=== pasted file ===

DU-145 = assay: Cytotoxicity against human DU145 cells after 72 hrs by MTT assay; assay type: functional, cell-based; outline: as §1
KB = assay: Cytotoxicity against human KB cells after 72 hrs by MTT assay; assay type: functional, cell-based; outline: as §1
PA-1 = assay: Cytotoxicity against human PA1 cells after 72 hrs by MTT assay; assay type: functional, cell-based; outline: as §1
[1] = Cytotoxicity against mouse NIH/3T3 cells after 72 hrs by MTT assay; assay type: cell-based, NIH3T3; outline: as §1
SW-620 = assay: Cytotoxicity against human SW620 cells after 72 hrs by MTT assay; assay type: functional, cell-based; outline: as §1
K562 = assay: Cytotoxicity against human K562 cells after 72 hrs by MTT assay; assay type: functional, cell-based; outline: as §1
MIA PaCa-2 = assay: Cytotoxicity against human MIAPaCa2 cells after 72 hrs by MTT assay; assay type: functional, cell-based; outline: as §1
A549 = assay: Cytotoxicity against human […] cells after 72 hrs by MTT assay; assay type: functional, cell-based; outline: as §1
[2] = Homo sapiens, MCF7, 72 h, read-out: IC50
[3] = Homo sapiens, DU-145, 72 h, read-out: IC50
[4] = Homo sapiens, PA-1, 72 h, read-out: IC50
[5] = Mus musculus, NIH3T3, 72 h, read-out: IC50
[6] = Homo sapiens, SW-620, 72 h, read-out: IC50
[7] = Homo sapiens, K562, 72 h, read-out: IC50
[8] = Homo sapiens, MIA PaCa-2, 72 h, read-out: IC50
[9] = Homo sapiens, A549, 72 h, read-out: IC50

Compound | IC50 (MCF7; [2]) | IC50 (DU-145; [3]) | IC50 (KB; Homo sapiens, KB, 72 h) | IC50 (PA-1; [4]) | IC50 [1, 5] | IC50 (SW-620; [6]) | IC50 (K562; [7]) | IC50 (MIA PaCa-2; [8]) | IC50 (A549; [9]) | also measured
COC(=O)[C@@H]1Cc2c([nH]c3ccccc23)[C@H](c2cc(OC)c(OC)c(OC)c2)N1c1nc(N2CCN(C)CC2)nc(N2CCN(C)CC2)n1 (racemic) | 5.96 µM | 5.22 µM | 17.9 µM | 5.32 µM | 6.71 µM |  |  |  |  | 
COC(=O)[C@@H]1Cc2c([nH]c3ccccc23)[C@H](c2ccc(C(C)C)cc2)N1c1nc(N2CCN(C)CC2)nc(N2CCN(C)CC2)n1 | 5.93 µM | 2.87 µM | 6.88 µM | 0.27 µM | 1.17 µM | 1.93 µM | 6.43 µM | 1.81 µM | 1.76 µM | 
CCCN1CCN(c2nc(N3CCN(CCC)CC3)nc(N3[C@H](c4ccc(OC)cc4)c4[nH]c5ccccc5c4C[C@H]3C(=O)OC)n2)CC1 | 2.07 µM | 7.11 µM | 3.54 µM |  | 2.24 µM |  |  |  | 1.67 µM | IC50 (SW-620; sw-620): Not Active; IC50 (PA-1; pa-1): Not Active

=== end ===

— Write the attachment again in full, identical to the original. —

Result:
DU-145 = assay: Cytotoxicity against human DU145 cells after 72 hrs by MTT assay; assay type: functional, cell-based; outline: as §1
KB = assay: Cytotoxicity against human KB cells after 72 hrs by MTT assay; assay type: functional, cell-based; outline: as §1
PA-1 = assay: Cytotoxicity against human PA1 cells after 72 hrs by MTT assay; assay type: functional, cell-based; outline: as §1
[1] = Cytotoxicity against mouse NIH/3T3 cells after 72 hrs by MTT assay; assay type: cell-based, NIH3T3; outline: as §1
SW-620 = assay: Cytotoxicity against human SW620 cells after 72 hrs by MTT assay; assay type: functional, cell-based; outline: as §1
K562 = assay: Cytotoxicity against human K562 cells after 72 hrs by MTT assay; assay type: functional, cell-based; outline: as §1
MIA PaCa-2 = assay: Cytotoxicity against human MIAPaCa2 cells after 72 hrs by MTT assay; assay type: functional, cell-based; outline: as §1
A549 = assay: Cytotoxicity against human […] cells after 72 hrs by MTT assay; assay type: functional, cell-based; outline: as §1
[2] = Homo sapiens, MCF7, 72 h, read-out: IC50
[3] = Homo sapiens, DU-145, 72 h, read-out: IC50
[4] = Homo sapiens, PA-1, 72 h, read-out: IC50
[5] = Mus musculus, NIH3T3, 72 h, read-out: IC50
[6] = Homo sapiens, SW-620, 72 h, read-out: IC50
[7] = Homo sapiens, K562, 72 h, read-out: IC50
[8] = Homo sapiens, MIA PaCa-2, 72 h, read-out: IC50
[9] = Homo sapiens, A549, 72 h, read-out: IC50

Compound | IC50 (MCF7; [2]) | IC50 (DU-145; [3]) | IC50 (KB; Homo sapiens, KB, 72 h) | IC50 (PA-1; [4]) | IC50 [1, 5] | IC50 (SW-620; [6]) | IC50 (K562; [7]) | IC50 (MIA PaCa-2; [8]) | IC50 (A549; [9]) | also measured
COC(=O)[C@@H]1Cc2c([nH]c3ccccc23)[C@H](c2cc(OC)c(OC)c(OC)c2)N1c1nc(N2CCN(C)CC2)nc(N2CCN(C)CC2)n1 (racemic) | 5.96 µM | 5.22 µM | 17.9 µM | 5.32 µM | 6.71 µM |  |  |  |  | 
COC(=O)[C@@H]1Cc2c([nH]c3ccccc23)[C@H](c2ccc(C(C)C)cc2)N1c1nc(N2CCN(C)CC2)nc(N2CCN(C)CC2)n1 | 5.93 µM | 2.87 µM | 6.88 µM | 0.27 µM | 1.17 µM | 1.93 µM | 6.43 µM | 1.81 µM | 1.76 µM | 
CCCN1CCN(c2nc(N3CCN(CCC)CC3)nc(N3[C@H](c4ccc(OC)cc4)c4[nH]c5ccccc5c4C[C@H]3C(=O)OC)n2)CC1 | 2.07 µM | 7.11 µM | 3.54 µM |  | 2.24 µM |  |  |  | 1.67 µM | IC50 (SW-620; sw-620): Not Active; IC50 (PA-1; pa-1): Not Active